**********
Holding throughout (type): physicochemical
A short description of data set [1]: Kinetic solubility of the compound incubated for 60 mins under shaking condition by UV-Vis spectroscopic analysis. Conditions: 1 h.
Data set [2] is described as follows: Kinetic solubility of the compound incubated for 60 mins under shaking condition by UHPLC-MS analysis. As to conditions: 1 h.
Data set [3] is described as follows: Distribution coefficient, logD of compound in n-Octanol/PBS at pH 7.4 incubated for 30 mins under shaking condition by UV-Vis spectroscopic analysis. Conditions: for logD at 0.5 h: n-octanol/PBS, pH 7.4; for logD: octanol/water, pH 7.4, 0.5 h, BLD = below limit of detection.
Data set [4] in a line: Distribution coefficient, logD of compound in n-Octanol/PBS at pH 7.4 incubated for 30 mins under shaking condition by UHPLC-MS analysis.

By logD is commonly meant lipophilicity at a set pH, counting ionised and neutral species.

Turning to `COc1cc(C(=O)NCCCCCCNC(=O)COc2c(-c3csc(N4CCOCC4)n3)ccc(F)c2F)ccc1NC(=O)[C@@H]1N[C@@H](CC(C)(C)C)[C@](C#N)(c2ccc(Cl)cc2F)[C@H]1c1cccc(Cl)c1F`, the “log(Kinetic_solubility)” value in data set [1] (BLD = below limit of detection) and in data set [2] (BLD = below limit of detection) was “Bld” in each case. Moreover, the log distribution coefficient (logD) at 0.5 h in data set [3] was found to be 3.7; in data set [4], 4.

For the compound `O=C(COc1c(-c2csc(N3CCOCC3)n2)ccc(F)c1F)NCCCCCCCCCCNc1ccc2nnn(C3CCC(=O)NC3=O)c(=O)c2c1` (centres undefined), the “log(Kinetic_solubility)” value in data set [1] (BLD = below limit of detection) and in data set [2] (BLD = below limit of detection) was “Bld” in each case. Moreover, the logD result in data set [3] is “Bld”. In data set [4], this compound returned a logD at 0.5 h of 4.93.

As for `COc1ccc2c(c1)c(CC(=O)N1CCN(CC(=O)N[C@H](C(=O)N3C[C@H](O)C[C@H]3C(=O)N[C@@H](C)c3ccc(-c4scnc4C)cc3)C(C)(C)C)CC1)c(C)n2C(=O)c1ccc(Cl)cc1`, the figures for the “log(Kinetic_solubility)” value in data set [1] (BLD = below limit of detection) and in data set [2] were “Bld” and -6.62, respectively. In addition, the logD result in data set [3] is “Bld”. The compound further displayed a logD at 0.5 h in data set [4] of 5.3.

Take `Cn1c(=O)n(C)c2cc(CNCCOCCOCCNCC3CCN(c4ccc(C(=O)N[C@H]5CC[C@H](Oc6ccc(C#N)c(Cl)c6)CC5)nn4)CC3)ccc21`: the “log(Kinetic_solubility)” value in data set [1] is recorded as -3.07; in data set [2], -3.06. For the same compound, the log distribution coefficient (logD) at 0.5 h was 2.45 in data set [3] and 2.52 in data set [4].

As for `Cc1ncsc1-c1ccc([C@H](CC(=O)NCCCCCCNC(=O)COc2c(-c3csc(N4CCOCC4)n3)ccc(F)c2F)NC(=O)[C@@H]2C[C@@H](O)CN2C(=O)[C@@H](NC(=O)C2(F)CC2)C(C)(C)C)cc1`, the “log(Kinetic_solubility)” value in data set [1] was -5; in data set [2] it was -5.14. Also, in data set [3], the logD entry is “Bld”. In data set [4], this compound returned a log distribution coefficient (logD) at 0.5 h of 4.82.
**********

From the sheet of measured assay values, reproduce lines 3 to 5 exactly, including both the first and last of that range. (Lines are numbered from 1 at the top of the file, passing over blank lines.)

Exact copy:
Data set [2] is described as follows: Kinetic solubility of the compound incubated for 60 mins under shaking condition by UHPLC-MS analysis. As to conditions: 1 h.
Data set [3] is described as follows: Distribution coefficient, logD of compound in n-Octanol/PBS at pH 7.4 incubated for 30 mins under shaking condition by UV-Vis spectroscopic analysis. Conditions: for logD at 0.5 h: n-octanol/PBS, pH 7.4; for logD: octanol/water, pH 7.4, 0.5 h, BLD = below limit of detection.
Data set [4] in a line: Distribution coefficient, logD of compound in n-Octanol/PBS at pH 7.4 incubated for 30 mins under shaking condition by UHPLC-MS analysis.